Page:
The links below lead to pages where the cockpit layouts of various F-4 versions are displayed, as well as their flight instruments and instrument panels

F-4 Phantom power plant

The F-4 Phantom has two engines weighing about 1800 kg each. The Navy F-4B Phantom had a General Electric J79-GE-8 power plant with a military thrust of 10,900 pounds each. The engine incorporates a variable stator for the first six stages, a 17 stage compressor, 10 annular combustion chambers, a three-stage turbine, a variable area exhaust nozzle and a variable thrust afterburner. Smoke abatement measures were applied to the Navy F-4S engines.

J79-GE-8 power plant of the F-4B, F-4J and RF-4B Phantom aircraft

Navy models F-4B, F-4J and RF-4B aircraft J79-GE-8 power plant (Source: NAVAIR 01-245FDB-2-3.1 Maintenance Instructions Manual).

USAF F-4C and F-4D models had upgraded J79-GE-15 engines (10.900 pounds thrust each), whereas the F-4E incorporated two J79-GE-17 power plants, with 17,900 pounds maximum thrust.

F-4 Phantom images

The gallery below contains some pictures of F-4 Phantom aircrafts. Click on the thumbnails to get a larger versions of these images. Some of these pictures were used for aircraft recognition purposes by the RAF. The colour pictures of the German and Turkish F-4 Phantoms appear courtesy to Mr. Ad Jan Aldevogt (, who has an extensive archive of civil and military aircraft photos, including pictures taken in Eastern Block countries.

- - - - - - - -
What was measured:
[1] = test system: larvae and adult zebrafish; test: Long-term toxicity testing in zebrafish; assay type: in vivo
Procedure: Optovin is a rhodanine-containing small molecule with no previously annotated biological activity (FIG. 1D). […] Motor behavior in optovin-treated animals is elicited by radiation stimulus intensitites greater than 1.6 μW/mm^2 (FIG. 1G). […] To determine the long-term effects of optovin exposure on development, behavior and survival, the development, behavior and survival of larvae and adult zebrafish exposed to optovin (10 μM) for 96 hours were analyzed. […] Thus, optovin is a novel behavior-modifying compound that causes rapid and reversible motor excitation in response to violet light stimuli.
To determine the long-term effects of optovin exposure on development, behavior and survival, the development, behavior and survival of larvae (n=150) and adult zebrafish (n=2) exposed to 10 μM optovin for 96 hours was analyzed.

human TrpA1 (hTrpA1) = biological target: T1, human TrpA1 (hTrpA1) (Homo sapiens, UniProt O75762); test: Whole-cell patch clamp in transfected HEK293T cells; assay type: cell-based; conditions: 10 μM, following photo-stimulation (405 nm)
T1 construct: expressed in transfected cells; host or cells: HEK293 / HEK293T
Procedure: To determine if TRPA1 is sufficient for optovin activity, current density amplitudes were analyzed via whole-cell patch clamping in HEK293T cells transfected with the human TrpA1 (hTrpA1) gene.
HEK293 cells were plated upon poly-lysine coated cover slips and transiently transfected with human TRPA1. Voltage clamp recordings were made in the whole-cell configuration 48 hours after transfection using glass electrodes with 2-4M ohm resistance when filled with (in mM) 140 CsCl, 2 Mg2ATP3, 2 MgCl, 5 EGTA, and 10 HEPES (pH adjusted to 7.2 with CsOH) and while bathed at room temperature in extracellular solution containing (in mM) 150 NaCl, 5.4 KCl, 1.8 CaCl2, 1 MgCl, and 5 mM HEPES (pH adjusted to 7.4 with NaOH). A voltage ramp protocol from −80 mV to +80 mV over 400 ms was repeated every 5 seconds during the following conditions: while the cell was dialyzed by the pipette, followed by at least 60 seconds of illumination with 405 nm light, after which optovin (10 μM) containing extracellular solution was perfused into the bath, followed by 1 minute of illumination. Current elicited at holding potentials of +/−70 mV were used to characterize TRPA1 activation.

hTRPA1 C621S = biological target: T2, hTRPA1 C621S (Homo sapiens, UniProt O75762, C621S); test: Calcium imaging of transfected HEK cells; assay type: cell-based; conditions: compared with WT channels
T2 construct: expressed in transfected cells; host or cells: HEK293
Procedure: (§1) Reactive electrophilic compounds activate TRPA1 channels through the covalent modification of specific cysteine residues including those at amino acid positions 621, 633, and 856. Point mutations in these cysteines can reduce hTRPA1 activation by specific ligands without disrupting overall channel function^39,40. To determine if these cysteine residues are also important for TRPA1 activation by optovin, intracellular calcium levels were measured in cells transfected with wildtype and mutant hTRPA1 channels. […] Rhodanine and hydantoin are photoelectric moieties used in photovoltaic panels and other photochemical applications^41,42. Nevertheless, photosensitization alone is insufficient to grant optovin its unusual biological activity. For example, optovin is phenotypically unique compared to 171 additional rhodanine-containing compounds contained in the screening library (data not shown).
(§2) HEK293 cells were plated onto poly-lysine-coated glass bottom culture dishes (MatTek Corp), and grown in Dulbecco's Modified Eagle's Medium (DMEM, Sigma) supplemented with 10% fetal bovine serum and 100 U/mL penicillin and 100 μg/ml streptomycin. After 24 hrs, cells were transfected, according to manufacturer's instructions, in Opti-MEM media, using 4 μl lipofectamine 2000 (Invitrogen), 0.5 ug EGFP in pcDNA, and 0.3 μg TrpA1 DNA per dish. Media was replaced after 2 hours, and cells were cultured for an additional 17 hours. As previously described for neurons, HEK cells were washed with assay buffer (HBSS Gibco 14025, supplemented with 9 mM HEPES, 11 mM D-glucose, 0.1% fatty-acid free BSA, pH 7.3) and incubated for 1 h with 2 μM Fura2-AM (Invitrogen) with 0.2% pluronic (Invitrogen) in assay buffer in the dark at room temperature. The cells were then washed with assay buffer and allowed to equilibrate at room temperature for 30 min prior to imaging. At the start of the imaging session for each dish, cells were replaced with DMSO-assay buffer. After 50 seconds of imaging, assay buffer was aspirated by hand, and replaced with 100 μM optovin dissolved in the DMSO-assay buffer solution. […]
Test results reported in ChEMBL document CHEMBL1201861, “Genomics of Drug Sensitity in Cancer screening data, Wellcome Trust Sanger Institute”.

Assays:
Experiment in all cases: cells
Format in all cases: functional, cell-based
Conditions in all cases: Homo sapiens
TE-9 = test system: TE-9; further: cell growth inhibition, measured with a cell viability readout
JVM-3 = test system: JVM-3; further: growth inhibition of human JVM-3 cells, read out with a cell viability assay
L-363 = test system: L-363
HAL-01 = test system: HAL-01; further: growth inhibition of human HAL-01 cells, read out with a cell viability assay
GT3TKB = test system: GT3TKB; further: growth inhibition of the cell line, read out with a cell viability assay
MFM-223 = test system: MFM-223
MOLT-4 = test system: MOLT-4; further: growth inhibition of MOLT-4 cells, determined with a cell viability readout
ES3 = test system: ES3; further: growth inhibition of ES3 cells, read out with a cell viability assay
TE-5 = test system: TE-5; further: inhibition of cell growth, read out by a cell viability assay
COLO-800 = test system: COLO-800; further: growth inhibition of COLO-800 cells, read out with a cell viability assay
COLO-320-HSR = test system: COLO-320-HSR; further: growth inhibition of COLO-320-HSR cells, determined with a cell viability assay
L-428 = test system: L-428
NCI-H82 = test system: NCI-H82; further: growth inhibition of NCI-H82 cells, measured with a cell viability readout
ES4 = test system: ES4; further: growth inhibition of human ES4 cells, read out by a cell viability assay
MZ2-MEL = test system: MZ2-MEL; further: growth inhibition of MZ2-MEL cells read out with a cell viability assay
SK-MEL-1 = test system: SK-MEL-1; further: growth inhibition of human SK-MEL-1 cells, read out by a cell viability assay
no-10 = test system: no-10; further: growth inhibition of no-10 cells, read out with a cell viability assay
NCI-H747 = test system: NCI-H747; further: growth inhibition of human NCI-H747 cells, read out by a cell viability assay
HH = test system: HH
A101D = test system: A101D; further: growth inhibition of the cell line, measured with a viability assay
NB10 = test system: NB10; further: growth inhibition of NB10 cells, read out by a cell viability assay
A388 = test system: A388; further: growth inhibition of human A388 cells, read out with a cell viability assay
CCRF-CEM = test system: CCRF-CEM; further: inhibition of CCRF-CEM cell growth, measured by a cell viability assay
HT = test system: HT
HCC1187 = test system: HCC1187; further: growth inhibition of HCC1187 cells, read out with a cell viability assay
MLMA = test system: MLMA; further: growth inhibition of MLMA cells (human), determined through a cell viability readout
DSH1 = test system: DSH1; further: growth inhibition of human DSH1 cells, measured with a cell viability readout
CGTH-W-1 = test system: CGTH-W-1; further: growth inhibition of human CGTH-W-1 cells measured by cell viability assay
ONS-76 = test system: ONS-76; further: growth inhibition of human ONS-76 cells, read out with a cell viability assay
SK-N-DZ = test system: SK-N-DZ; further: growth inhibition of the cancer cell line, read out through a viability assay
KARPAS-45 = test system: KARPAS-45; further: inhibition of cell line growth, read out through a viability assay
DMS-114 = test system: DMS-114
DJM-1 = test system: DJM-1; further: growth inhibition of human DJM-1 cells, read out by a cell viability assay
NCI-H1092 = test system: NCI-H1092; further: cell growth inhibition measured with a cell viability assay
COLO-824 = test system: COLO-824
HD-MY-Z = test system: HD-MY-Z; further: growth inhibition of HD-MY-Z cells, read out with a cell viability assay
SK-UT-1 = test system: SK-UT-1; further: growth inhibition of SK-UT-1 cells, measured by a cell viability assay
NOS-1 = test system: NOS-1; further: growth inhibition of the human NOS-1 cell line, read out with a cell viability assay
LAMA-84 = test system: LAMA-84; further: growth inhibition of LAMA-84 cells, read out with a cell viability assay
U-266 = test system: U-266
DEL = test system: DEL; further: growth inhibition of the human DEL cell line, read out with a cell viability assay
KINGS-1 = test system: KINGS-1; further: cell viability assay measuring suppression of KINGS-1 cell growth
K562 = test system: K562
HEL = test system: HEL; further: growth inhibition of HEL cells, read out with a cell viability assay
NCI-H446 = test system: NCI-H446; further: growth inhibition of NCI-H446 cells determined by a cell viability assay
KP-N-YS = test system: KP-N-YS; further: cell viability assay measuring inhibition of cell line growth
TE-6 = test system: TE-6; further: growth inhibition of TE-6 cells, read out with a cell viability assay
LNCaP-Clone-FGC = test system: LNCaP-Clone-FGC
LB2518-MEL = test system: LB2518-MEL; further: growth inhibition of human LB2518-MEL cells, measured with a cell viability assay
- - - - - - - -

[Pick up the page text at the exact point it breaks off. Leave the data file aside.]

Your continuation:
F-4M Phantom
F-4M Phantom in flight
USAF F-4 Phantom
British F-4M
F-4 and F-5 aircrafts
USAF F-4E Phantom and F-5 Tiger
German F-4 No. 3859
German F-4F
German F-4F, No. 3789
German F-4F
Turkish F-4E
Turkish F-4E
Turkish F-4E
Turkish F-4E
Turkish F-4, No. 680427
Turkish F-4E

F-4 Phantom mobile nose section for events

Joe from St. Louis or Bethalto, Illinois, has beautifully restored an F-4E Phantom cockpit section. This section has been mounted on a mobile platform and it is possible to have this F-4E Phantom cockpit on display for birthday parties, corporate events, school activities or otherwise. Joe's web site is and you can contact him at

F-4 Phantom Patches

There are many patches that were stitched by F-4 Phantom pilots on their gear. These included patches indicating certain squadron, for when a certain number of mission were completed or for hours flown, but also, for instance, to remember the 40th year of the F-4 Phantoms existence and for other events. Below are examples of a few of these patches

2-hundred missions patch F-4 Phantom Night Owl missions in Vietnam

Original patch marking two hundred Night Owl (Night Interdiction Missions) of an F-4 Phantom pilot over Vietnam (and Laos, Cambodia). Spook is displayed here in an Ace of Spades - representing the bringer of death. Image courtesy of Pierre.

Visit Program to McDonnell Aircraft Co., Swissair vice-president, 1974

The World Headquarters of the McDonnell Aircraft Company was often visited by important potential customers to be informed about McDonnell's products. The program of these visits, and the names of the persons who would be present at these meetings, were published on small black-and-white brochures. An example of such a brochure - for the visit of Mr. Konrad Lindenmanns, who was vice-president of Swissair in 1974 - to McDonnell Aircraft Company's World Headquarters in St. Louis (USA) is shown below.